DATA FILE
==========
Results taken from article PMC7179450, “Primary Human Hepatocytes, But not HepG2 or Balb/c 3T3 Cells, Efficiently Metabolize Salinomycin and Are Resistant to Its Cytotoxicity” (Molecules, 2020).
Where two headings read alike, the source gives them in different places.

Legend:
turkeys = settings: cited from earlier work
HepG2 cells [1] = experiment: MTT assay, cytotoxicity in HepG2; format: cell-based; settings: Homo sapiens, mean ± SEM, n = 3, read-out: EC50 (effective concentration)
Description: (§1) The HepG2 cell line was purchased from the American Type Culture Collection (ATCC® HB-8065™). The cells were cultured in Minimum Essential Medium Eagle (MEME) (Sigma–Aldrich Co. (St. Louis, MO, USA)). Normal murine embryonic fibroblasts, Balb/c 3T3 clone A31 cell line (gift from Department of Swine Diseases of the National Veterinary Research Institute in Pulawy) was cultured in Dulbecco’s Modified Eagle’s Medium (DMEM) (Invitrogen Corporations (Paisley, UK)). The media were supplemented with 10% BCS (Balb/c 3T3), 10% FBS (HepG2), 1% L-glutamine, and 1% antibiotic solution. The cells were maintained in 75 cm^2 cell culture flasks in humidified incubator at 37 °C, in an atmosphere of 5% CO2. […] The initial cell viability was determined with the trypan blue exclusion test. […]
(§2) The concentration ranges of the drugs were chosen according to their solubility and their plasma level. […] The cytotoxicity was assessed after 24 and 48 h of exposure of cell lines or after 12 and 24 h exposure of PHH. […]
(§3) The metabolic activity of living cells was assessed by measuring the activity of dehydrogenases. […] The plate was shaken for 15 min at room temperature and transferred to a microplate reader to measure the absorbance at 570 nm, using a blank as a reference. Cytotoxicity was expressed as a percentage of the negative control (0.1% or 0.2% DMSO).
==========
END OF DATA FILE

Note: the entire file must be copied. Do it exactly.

Results taken from article PMC7179450, “Primary Human Hepatocytes, But not HepG2 or Balb/c 3T3 Cells, Efficiently Metabolize Salinomycin and Are Resistant to Its Cytotoxicity” (Molecules, 2020).
Where two headings read alike, the source gives them in different places.

Legend:
turkeys = settings: cited from earlier work
HepG2 cells [1] = experiment: MTT assay, cytotoxicity in HepG2; format: cell-based; settings: Homo sapiens, mean ± SEM, n = 3, read-out: EC50 (effective concentration)
Description: (§1) The HepG2 cell line was purchased from the American Type Culture Collection (ATCC® HB-8065™). The cells were cultured in Minimum Essential Medium Eagle (MEME) (Sigma–Aldrich Co. (St. Louis, MO, USA)). Normal murine embryonic fibroblasts, Balb/c 3T3 clone A31 cell line (gift from Department of Swine Diseases of the National Veterinary Research Institute in Pulawy) was cultured in Dulbecco’s Modified Eagle’s Medium (DMEM) (Invitrogen Corporations (Paisley, UK)). The media were supplemented with 10% BCS (Balb/c 3T3), 10% FBS (HepG2), 1% L-glutamine, and 1% antibiotic solution. The cells were maintained in 75 cm^2 cell culture flasks in humidified incubator at 37 °C, in an atmosphere of 5% CO2. […] The initial cell viability was determined with the trypan blue exclusion test. […]
(§2) The concentration ranges of the drugs were chosen according to their solubility and their plasma level. […] The cytotoxicity was assessed after 24 and 48 h of exposure of cell lines or after 12 and 24 h exposure of PHH. […]
(§3) The metabolic activity of living cells was assessed by measuring the activity of dehydrogenases. […] The plate was shaken for 15 min at room temperature and transferred to a microplate reader to measure the absorbance at 570 nm, using a blank as a reference. Cytotoxicity was expressed as a percentage of the negative control (0.1% or 0.2% DMSO).